Considering different cultures and upbringings, what’s the line between how a parent disciplines children and the law?
James Knox: I don’t think that the law takes into account a particular person’s culture or race regarding how to discipline a child. And we’ve seen that recently in the Adrian Peterson case, which is out of Texas. Again, that was his defense through his attorney was that that’s how he was raised and so therefore that’s how he actually disciplined his children. California doesn’t distinguish that, nor do I think Texas does, either, as far as the reports and news that I have read on that case. So I don’t think there’s a difference. The law is the law, essentially. It is written there.
There might be some issues regarding the intent of the party, but these are typically general-intent crimes which don’t require a specific intent on the party. So it might be addressed. It might be something that could be used to lessen the offense in mitigation, especially if you were to consider his case, Adrian Peterson’s case, he doesn’t appear to have had any other prior problems with the law. This is his only run-in, at least that I’ve read of.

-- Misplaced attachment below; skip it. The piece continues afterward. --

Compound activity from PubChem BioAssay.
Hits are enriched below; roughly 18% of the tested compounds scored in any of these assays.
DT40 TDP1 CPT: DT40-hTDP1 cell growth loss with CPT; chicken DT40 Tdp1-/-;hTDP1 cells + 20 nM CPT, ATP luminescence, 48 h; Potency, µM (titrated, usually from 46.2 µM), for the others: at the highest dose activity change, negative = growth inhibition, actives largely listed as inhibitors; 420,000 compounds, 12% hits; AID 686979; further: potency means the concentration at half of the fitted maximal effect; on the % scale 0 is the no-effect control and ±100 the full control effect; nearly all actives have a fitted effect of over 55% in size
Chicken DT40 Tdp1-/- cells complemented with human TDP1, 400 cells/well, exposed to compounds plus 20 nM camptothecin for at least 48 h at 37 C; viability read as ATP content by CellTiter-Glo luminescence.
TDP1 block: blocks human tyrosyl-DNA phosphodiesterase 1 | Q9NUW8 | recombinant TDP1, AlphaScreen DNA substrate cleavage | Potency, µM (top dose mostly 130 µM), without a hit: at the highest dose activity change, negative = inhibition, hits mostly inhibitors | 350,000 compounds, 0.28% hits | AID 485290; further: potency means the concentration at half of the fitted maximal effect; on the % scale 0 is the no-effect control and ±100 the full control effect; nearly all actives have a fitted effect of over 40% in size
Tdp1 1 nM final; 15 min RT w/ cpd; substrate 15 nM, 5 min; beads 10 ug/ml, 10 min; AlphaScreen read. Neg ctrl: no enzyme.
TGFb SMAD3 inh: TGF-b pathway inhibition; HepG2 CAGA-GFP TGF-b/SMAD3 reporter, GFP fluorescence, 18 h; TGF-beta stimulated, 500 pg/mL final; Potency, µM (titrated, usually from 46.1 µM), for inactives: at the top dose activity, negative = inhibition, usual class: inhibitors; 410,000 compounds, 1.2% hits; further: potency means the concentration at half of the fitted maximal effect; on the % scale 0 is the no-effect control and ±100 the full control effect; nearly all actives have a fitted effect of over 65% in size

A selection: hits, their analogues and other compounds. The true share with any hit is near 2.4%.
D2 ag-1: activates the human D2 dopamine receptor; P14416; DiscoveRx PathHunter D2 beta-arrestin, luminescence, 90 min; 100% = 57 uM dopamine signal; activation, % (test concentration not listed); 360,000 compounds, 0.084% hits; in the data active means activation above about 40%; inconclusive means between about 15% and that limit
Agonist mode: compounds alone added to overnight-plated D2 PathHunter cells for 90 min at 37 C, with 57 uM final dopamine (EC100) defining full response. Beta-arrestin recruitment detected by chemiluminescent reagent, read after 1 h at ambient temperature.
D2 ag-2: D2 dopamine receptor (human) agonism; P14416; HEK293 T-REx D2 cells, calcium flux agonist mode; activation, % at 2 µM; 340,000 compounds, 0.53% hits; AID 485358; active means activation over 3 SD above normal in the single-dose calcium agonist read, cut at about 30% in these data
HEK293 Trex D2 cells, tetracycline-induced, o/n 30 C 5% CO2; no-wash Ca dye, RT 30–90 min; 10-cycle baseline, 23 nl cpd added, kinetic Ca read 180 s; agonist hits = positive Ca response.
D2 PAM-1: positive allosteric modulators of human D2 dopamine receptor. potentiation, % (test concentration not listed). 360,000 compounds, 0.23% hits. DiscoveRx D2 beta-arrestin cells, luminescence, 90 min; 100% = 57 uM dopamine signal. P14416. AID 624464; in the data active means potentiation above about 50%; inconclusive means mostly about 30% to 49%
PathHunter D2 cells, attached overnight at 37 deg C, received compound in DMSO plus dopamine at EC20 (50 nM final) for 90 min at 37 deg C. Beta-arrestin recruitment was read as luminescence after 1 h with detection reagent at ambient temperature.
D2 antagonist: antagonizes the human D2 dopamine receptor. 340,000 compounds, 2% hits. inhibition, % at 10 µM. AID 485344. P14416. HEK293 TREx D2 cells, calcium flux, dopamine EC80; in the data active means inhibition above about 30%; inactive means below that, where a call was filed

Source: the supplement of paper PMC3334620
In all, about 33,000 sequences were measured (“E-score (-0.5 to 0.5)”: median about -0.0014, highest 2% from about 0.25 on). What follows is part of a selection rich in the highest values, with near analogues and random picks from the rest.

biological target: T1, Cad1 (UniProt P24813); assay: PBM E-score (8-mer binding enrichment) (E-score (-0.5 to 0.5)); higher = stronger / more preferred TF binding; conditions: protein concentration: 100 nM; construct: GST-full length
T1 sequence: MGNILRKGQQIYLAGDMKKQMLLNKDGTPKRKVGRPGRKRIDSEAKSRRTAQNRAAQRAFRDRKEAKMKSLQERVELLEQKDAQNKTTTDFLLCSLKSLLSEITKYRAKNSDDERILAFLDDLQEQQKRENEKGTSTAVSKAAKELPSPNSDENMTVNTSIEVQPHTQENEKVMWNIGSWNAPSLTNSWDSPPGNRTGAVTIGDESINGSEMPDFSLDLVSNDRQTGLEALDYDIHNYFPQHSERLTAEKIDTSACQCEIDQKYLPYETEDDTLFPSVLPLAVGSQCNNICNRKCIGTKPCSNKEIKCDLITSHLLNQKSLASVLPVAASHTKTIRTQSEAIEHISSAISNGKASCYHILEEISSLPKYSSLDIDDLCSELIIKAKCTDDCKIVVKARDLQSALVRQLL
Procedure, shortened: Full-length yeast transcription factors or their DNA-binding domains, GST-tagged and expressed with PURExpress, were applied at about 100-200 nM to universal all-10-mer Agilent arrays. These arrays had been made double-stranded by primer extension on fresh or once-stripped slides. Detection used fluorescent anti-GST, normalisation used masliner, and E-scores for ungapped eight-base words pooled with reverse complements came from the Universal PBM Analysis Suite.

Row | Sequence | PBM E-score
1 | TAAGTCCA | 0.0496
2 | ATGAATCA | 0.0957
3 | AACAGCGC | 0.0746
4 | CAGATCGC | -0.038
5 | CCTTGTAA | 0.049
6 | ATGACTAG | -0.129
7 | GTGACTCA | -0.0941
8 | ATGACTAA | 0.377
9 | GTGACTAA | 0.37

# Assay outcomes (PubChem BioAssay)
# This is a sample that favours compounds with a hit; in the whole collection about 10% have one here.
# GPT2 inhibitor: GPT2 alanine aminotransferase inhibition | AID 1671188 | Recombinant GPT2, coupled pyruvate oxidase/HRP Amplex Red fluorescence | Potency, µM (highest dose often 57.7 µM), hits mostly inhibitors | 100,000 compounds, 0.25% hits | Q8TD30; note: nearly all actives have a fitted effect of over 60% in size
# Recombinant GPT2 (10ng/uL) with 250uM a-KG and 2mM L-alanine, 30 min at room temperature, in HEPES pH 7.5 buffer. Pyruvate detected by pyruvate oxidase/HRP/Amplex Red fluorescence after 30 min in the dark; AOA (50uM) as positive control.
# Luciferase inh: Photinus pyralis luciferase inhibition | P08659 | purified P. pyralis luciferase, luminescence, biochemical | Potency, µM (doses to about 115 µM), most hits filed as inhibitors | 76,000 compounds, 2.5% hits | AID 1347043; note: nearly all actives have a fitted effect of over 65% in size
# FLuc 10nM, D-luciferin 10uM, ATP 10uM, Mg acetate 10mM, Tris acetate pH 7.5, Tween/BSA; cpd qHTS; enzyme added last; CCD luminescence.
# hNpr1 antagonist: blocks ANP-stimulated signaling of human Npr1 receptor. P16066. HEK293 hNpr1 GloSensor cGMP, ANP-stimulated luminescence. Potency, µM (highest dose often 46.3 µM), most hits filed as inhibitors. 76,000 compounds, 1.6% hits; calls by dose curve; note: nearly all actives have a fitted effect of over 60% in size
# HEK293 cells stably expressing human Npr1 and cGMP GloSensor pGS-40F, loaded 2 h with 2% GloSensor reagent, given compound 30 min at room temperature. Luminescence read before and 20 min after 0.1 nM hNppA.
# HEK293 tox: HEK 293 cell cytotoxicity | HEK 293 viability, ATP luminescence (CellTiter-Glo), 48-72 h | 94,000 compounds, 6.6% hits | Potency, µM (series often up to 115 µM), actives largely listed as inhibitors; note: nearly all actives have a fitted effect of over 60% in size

And that’s probably how I would defend that particular case, the same way that at least his attorney is now. You’d raise the issue, this is the way that he was raised, in an effort to try to mitigate his responsibility. But as far as the law is concerned, it does not – it’s not a defense for Adrian Peterson.
Stephen Levine, is a Board Certified Specialist in Criminal Defense — an honor achieved by only the top criminal law attorneys in California. Mr. Levine has over 40 years of experience in criminal defense and family law serving Southern California, and is a highly regarded Super Lawyer as well as AV Rated attorney.